Retired Ravens Legend Vows to Make His Rookie Successor the ‘Best in the League’

Ravens Jordan Stout

Getty Baltimore Ravens punter Jordan Stout celebrates a field goal in September 2019.

Longtime Baltimore Ravens punter Sam Koch may have retired from playing in the NFL on May 19, but he’s committed to staying with the Ravens as a special teams consultant for the 2022 season and potentially beyond.

Koch’s first job will be mentoring Ravens rookie punter Jordan Stout, who was selected in the fourth round of the 2022 NFL Draft out of Penn State.

It’s a job Koch plans to take on with vigor, telling media during his retirement press conference that he is “excited to work with” his successor.

“I’m just going to try to teach him everything I have and put everything I have into making him the best punter this league has seen,” said Koch, drawing laughter when he added that All-Pro kicker Justin Tucker “can get better.”

Koch has already started coaching Stout, saying, “We’ve already worked on some punting and holding aspects of his game.”

“I look forward to this opportunity,” Koch added, and it appears that Stout feels the same way. The rookie punter congratulated Koch on his retirement and expressed his excitement for the veteran’s mentorship on social media.

Koch will look to make sure that Stout upholds the tradition of strong special teams play in Baltimore, both as a punter and holder for Tucker, who is widely considered the best kicker in the NFL. The 39-year-old is the second Raven to retire in 2021 and continue with the team in a coaching role, with safety and special teams leader Anthony Levine Sr. announcing his retirement in January.


Koch To Pass On Knowledge to Stout

Koch has picked up plenty of tricks of the trade over his 16 years in the NFL, and the Ravens will hope he can pass them all onto Stout.

Before Koch entered the league in 2006, punting was a fairly straightforward endeavor with little strategy about how and where to punt the ball. But after dealing with dangerous AFC North returners like Josh Cribbs and Antonio Brown, Koch and former special teams coach Jerry Rosburg began experimenting with a variety of punts that resulted in different trajectories and spins, including his signature “Koch Hook.”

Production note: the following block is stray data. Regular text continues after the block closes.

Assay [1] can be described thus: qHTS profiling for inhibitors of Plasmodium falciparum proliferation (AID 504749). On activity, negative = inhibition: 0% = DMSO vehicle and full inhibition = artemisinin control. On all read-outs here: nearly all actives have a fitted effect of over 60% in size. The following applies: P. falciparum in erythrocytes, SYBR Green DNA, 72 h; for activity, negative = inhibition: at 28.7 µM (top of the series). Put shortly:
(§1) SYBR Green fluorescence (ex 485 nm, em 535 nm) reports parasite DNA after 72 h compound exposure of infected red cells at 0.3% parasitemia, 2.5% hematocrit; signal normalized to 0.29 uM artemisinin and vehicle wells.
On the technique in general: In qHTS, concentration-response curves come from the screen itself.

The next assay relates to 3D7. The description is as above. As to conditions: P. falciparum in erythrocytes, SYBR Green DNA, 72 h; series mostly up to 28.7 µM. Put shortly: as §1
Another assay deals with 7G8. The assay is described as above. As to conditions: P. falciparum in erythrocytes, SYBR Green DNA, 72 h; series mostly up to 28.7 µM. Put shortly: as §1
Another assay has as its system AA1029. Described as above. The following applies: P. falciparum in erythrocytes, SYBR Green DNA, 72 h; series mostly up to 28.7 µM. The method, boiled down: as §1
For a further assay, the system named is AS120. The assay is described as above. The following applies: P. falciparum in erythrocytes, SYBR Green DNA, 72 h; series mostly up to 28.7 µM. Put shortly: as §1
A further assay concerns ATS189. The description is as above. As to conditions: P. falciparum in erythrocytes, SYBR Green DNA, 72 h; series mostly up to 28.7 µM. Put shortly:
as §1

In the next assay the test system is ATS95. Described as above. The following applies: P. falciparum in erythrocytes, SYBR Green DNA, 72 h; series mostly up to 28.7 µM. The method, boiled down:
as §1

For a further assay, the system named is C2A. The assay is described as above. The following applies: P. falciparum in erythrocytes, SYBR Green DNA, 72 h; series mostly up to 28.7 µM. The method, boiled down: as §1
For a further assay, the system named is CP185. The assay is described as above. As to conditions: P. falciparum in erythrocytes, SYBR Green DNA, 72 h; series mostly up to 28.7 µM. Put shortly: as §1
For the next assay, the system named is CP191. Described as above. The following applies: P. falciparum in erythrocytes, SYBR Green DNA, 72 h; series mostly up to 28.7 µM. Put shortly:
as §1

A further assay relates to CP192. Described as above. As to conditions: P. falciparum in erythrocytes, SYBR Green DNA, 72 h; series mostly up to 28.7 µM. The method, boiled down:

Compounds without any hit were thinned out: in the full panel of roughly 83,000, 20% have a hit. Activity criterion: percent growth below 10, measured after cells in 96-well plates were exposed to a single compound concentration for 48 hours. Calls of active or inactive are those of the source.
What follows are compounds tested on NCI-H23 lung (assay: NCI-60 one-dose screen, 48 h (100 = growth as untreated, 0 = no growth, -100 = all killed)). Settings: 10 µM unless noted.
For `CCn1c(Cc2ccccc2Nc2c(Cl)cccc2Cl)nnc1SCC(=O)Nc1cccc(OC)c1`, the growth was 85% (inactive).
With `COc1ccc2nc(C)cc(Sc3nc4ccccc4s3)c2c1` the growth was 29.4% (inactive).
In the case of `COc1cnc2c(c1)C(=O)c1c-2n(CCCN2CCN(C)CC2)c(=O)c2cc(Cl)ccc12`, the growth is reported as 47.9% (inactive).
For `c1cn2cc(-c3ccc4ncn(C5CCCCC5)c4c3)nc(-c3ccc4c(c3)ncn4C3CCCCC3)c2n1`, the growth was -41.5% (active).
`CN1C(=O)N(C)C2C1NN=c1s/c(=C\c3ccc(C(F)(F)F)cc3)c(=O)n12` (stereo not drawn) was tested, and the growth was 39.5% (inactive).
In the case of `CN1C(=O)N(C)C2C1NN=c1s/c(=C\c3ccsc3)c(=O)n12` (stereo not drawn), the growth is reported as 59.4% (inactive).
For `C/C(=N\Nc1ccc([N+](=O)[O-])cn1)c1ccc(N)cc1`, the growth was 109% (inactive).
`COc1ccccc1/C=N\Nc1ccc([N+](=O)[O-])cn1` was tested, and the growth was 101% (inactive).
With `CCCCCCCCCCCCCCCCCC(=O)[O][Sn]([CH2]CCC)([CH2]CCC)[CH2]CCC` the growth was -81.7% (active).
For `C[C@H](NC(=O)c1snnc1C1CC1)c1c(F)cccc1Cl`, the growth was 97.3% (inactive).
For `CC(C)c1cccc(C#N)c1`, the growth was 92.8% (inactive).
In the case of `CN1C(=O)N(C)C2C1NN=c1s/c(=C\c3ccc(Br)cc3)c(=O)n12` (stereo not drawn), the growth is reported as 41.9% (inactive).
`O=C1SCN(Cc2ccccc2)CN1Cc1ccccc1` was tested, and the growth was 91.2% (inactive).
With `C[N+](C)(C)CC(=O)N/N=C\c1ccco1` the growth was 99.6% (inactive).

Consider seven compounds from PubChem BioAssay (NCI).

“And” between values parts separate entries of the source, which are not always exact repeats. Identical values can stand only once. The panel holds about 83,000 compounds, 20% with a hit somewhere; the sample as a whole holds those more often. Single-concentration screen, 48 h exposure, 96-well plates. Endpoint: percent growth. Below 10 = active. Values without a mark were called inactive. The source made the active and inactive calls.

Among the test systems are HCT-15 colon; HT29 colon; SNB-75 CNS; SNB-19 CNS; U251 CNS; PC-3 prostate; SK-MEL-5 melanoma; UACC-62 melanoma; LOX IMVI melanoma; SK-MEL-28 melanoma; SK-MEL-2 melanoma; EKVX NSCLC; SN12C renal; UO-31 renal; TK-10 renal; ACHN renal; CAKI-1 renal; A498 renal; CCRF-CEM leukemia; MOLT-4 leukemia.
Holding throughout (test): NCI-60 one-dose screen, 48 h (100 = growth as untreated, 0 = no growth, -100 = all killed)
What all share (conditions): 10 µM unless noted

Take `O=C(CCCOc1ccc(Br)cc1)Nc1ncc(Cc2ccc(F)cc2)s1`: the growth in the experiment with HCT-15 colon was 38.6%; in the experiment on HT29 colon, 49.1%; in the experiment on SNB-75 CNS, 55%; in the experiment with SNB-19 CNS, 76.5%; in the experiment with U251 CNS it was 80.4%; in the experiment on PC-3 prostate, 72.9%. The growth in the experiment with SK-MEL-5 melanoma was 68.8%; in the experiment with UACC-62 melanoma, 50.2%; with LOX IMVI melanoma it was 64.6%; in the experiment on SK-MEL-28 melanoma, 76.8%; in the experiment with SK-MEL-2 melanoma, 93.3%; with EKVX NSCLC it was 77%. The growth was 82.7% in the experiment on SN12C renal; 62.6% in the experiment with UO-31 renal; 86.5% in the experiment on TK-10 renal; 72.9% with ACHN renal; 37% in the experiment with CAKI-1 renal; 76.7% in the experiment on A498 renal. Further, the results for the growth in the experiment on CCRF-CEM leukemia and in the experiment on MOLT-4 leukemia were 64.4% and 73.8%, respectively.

Koch will look to pass on the nuances of punting technique and strategy to Stout in addition to the rookie’s likely other jobs of holding and executing fake punts when called.

Tucker often credits Koch’s holding skills for his consistent success as a kicker, so Stout will need to quickly develop similar chemistry and timing to keep the Ravens’ special teams running smoothly.

Koch was also an all-around athlete who completed seven of his eight career passes on fake punt attempts, converting first downs on five of them. Head coach John Harbaugh and special teams coordinator Chris Horton will want to keep those fake punts in the Ravens’ playbook, and Stout is confident he can continue Koch’s success.

“I had a few fakes at Penn State, and I feel like a few of them went really well, and I’m very comfortable with throwing the ball,” he told media at his post-draft press conference. 


Koch Knew of Plan to Draft a Punter

Koch’s retirement had been widely expected since the Ravens drafted Stout, a possibility Koch was aware of heading into the draft.

General manager Eric DeCosta told media after the draft that the team told Koch that they might draft a punter, with the 2022 class of college punters considered one of the best in recent memory.

While the Ravens love Koch, the front office has always prioritized planning for the future, and that extends to special teams.

So while Koch has “no doubt” that he can still punt in the NFL, he knew his tenure in Baltimore would likely come to a close after the Ravens selected their new punter.

“Through this whole thing, I was very fortunate to have Eric [DeCosta] and John [Harbaugh] call me the day of the Draft and notify me that they were possibly taking another punter. And I knew this time was going to come to an end,” said Koch in his retirement presser.

With a wife and family settled in Maryland, it’s not surprising that Koch opted to retire than attempt to sign with a new NFL team.

“They made their decision, and at that point, I think I knew. My time was over, and it’s OK. I am very excited for my next chapter in life, and all I can do is be very appreciative of the way they handled it,” he continued.

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